Cora said...

Interesting to think of success in a topographical sense. We all go through hills and valleys in life. If the life includes art, well, that's an elevation in itself. You can stop right there and define it as a success. All the rest- though not unimportant (money, fame, recognition)- pales.

mariandioguardi.com said...

Why just the other month I was explaining to another artist that I see the art as a world with many places to get to. I figure out where I am standing , where I want to go and then look at the roads that can take you there. I start walking one foot in front of the other. I always get somewhere.

Philip Koch said...

Sometime ago I was talking with a colleague at my art school about her career- she had had a couple of shows in decent New York galleries, had landed some impressive grants, and at my school was considered a "successful" artist. She confessed to me she had never managed to cover the expenses she incurred having a show. Eventually she got tired of struggling to pay the bills and raise her kids and became a lawyer.

One thing she said though stuck out in my mind- "I've resolved never to be bitter." I like that idea very much and make that one of my primary goals. Life is just too short to spend a lot of time wrapped up in that emotion.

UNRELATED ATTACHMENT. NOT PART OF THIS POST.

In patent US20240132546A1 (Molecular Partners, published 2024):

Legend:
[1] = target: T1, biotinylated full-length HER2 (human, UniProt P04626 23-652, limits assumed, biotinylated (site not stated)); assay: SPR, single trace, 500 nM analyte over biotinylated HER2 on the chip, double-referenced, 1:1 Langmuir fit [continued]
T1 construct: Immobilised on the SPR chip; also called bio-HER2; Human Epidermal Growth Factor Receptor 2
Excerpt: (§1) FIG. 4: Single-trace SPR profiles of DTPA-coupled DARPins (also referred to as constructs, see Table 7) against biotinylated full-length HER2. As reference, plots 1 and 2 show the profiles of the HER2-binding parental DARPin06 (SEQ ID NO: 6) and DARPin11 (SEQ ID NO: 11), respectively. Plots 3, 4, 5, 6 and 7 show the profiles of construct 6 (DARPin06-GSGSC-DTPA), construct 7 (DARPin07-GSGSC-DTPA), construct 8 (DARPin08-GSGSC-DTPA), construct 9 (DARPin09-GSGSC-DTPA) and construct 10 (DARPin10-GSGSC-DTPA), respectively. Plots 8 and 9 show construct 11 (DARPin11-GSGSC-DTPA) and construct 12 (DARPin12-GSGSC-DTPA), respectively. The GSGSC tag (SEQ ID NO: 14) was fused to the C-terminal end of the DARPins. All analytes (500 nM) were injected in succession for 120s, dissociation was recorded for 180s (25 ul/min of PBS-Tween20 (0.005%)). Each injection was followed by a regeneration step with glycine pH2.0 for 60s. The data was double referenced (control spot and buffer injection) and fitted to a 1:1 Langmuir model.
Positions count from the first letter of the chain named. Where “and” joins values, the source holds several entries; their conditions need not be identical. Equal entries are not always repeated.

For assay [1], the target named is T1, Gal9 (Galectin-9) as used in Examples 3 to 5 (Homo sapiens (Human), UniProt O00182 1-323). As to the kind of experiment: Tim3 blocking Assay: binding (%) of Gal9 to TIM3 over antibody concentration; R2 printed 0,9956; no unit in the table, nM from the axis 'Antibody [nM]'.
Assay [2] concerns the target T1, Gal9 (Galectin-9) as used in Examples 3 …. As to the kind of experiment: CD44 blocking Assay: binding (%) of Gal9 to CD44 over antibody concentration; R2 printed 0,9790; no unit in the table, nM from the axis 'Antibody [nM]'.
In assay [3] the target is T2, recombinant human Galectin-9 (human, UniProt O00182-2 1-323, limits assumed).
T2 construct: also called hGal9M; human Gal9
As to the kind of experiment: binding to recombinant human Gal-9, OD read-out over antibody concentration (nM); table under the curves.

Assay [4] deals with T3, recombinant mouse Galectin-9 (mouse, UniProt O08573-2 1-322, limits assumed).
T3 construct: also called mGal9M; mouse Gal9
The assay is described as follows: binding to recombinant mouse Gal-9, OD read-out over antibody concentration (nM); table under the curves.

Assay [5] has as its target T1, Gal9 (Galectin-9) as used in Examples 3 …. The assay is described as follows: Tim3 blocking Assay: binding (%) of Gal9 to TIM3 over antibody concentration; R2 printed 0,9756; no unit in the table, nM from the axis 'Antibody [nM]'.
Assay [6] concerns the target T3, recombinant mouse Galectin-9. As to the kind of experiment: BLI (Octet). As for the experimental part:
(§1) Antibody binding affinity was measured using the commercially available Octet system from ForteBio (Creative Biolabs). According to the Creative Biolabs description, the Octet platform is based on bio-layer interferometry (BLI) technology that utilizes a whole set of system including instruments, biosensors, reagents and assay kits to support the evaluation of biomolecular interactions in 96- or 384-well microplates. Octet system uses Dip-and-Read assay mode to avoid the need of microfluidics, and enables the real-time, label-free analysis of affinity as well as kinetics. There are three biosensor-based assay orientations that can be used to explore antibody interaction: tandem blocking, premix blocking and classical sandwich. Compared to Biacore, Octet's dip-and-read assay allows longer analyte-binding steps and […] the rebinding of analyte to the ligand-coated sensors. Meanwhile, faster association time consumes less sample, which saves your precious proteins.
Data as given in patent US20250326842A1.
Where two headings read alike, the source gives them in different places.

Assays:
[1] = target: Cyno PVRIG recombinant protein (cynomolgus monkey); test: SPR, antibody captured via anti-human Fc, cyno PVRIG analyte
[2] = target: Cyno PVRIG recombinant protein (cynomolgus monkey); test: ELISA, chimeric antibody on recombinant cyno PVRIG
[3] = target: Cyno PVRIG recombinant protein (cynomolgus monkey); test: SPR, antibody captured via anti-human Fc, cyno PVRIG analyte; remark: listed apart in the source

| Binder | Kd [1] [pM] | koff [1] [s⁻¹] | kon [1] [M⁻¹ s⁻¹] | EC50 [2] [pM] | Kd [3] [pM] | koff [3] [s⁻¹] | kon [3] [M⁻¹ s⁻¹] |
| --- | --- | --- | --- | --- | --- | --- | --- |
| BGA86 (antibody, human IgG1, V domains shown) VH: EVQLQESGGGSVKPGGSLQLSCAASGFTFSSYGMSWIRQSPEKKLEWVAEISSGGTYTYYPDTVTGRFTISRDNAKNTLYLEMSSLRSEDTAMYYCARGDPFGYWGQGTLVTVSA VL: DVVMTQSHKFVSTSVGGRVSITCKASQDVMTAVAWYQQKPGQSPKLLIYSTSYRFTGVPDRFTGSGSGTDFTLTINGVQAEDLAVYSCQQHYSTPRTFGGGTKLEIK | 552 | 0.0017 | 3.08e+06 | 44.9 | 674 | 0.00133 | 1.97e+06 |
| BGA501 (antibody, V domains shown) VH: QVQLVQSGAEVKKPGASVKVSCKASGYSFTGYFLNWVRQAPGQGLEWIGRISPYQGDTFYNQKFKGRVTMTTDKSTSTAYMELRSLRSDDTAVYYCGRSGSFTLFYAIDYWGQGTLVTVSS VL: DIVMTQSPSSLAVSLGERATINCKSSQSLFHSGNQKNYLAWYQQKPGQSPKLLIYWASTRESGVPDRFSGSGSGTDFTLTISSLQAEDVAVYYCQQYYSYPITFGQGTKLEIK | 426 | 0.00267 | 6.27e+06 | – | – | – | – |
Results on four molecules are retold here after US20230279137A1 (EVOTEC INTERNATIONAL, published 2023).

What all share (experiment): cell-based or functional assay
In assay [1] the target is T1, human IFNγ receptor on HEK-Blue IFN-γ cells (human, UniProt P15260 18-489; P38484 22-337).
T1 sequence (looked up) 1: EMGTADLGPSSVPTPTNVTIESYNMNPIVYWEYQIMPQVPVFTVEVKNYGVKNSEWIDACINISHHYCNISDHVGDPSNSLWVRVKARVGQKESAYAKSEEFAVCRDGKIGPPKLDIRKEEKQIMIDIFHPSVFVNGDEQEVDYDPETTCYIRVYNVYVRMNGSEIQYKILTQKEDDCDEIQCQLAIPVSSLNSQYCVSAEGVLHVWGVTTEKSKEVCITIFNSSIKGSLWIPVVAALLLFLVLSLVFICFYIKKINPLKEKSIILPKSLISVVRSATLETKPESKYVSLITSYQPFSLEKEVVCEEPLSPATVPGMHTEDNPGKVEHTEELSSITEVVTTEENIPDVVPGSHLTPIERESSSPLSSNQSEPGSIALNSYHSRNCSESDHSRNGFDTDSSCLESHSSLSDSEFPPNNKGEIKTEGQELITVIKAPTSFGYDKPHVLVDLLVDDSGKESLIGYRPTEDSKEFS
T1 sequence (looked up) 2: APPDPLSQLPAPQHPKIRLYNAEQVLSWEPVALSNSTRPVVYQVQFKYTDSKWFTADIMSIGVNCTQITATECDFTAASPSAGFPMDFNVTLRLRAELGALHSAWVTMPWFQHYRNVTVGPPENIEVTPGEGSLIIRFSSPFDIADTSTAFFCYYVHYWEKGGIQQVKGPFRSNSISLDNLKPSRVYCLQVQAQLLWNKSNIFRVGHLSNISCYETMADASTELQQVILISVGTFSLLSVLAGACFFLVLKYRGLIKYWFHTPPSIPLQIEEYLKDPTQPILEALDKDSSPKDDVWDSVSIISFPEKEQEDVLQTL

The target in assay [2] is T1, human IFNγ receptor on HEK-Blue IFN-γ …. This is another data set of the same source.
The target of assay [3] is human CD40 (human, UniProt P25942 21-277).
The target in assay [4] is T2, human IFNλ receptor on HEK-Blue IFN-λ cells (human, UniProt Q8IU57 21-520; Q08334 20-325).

Allen C. Smith said...

I consider myself an elder artist and an emerging artist. As a curator and a gallerist, I’ve advised artists on this kind of issue for nearly 40 years. Joanne, I have to say that your metaphor is apt. Just last night I climbed to the top of a small peak (a previous collector emailed to ask about availability and a possible commission), only to stumble into the chasm this morning (rejection from an important regional art fair). You’d think that by now my ego could take it, but it took an afternoon of angry painting to let it pass. I only hope I wasn’t too abusive in the studio. I did come home with paint on a good sport jacket.

Nancy Natale said...

As Allen Smith said, the peaks and valleys can come very close together. I guess it's a bipolar occupation we're in because it can go from the sublime to the desperate in very short order depending on occurrences from the worlds both inside and outside the studio.

And I agree with Emily Cobb that success is being able to continue making work. Sometimes it's hard to remember that.

Meltemi. said...